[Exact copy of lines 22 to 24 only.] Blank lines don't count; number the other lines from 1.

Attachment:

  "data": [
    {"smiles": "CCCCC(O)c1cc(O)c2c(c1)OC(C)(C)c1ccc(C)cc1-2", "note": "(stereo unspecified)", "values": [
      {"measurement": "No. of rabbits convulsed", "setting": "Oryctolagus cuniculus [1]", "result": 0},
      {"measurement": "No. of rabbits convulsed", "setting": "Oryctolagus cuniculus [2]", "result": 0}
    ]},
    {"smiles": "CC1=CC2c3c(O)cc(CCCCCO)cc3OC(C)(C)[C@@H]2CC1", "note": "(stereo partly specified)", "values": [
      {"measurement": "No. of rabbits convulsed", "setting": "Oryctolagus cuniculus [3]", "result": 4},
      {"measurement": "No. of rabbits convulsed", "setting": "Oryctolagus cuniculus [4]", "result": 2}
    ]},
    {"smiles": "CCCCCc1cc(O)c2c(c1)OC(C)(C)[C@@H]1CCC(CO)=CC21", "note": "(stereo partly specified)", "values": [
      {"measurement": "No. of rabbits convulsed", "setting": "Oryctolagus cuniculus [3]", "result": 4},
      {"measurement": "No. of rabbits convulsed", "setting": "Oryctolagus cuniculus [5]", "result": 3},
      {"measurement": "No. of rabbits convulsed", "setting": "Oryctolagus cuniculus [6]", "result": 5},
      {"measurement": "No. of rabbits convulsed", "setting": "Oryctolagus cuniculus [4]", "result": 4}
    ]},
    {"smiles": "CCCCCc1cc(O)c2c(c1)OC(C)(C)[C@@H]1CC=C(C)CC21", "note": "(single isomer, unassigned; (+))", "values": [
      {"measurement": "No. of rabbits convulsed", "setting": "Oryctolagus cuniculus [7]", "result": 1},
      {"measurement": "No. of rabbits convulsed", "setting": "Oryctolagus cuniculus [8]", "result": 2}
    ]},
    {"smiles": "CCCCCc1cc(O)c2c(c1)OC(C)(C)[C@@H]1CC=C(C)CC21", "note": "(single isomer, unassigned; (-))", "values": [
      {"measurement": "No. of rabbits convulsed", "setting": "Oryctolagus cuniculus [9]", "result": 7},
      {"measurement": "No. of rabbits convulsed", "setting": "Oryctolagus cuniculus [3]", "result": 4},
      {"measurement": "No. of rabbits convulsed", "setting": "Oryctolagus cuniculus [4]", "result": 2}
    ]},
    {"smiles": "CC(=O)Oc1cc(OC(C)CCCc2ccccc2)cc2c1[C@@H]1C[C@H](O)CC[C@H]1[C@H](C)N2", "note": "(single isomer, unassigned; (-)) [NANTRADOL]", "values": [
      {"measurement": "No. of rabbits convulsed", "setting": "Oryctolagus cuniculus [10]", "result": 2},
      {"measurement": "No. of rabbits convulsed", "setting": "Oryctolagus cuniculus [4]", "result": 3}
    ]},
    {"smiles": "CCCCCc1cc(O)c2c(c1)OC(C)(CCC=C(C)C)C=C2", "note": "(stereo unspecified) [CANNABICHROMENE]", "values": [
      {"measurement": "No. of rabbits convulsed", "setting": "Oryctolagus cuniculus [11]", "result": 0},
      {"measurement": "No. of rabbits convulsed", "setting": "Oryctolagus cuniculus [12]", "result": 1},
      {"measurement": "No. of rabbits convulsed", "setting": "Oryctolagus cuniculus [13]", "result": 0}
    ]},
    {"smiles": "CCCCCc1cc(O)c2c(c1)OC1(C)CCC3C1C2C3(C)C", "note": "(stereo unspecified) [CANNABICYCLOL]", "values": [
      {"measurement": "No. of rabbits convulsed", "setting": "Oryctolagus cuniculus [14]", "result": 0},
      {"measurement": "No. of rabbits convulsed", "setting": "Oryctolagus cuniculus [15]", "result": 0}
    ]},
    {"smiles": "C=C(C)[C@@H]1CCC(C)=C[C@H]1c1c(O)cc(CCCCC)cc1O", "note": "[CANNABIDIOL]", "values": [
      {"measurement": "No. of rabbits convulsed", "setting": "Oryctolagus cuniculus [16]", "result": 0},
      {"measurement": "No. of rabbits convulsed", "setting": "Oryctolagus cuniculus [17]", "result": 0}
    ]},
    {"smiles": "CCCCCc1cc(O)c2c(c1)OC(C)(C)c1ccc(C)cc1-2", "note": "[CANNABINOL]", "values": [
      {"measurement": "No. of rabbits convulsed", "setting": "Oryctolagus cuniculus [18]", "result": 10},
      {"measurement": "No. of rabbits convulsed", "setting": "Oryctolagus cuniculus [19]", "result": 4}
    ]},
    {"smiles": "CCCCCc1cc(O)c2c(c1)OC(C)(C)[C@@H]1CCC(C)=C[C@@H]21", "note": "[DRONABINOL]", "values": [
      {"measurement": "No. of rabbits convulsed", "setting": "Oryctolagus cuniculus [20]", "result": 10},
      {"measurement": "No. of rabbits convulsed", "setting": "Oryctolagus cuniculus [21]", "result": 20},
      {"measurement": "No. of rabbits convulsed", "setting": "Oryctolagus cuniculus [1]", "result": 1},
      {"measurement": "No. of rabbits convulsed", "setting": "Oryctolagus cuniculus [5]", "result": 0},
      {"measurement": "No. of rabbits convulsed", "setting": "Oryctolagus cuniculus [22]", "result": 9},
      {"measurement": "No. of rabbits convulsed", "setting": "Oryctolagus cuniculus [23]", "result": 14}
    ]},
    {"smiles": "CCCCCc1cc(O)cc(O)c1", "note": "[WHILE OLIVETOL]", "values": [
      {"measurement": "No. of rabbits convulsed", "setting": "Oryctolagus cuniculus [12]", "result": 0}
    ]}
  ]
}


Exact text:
      {"measurement": "No. of rabbits convulsed", "setting": "Oryctolagus cuniculus [3]", "result": 4},
      {"measurement": "No. of rabbits convulsed", "setting": "Oryctolagus cuniculus [4]", "result": 2}
    ]},